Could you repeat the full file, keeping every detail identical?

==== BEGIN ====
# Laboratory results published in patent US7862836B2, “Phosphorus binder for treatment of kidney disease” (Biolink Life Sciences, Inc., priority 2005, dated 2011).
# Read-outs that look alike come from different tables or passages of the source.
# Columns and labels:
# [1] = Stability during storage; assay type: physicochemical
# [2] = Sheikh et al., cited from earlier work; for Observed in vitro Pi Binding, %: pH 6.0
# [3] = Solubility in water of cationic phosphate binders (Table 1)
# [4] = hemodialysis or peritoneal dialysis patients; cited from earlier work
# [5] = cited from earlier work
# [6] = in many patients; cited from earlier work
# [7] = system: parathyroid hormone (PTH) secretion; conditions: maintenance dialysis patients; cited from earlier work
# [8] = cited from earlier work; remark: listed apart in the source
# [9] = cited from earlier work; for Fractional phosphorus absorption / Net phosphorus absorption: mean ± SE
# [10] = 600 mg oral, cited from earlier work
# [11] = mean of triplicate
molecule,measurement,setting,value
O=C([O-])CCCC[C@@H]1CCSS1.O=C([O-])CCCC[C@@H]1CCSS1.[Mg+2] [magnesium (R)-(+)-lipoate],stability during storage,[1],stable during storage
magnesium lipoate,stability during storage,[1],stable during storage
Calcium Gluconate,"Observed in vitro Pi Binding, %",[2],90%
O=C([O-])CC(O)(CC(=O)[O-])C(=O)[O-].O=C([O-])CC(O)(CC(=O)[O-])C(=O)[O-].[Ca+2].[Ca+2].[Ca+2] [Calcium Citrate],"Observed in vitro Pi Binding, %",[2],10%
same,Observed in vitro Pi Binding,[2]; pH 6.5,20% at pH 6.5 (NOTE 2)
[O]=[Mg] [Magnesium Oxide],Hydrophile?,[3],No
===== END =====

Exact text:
# Laboratory results published in patent US7862836B2, “Phosphorus binder for treatment of kidney disease” (Biolink Life Sciences, Inc., priority 2005, dated 2011).
# Read-outs that look alike come from different tables or passages of the source.
# Columns and labels:
# [1] = Stability during storage; assay type: physicochemical
# [2] = Sheikh et al., cited from earlier work; for Observed in vitro Pi Binding, %: pH 6.0
# [3] = Solubility in water of cationic phosphate binders (Table 1)
# [4] = hemodialysis or peritoneal dialysis patients; cited from earlier work
# [5] = cited from earlier work
# [6] = in many patients; cited from earlier work
# [7] = system: parathyroid hormone (PTH) secretion; conditions: maintenance dialysis patients; cited from earlier work
# [8] = cited from earlier work; remark: listed apart in the source
# [9] = cited from earlier work; for Fractional phosphorus absorption / Net phosphorus absorption: mean ± SE
# [10] = 600 mg oral, cited from earlier work
# [11] = mean of triplicate
molecule,measurement,setting,value
O=C([O-])CCCC[C@@H]1CCSS1.O=C([O-])CCCC[C@@H]1CCSS1.[Mg+2] [magnesium (R)-(+)-lipoate],stability during storage,[1],stable during storage
magnesium lipoate,stability during storage,[1],stable during storage
Calcium Gluconate,"Observed in vitro Pi Binding, %",[2],90%
O=C([O-])CC(O)(CC(=O)[O-])C(=O)[O-].O=C([O-])CC(O)(CC(=O)[O-])C(=O)[O-].[Ca+2].[Ca+2].[Ca+2] [Calcium Citrate],"Observed in vitro Pi Binding, %",[2],10%
same,Observed in vitro Pi Binding,[2]; pH 6.5,20% at pH 6.5 (NOTE 2)
[O]=[Mg] [Magnesium Oxide],Hydrophile?,[3],No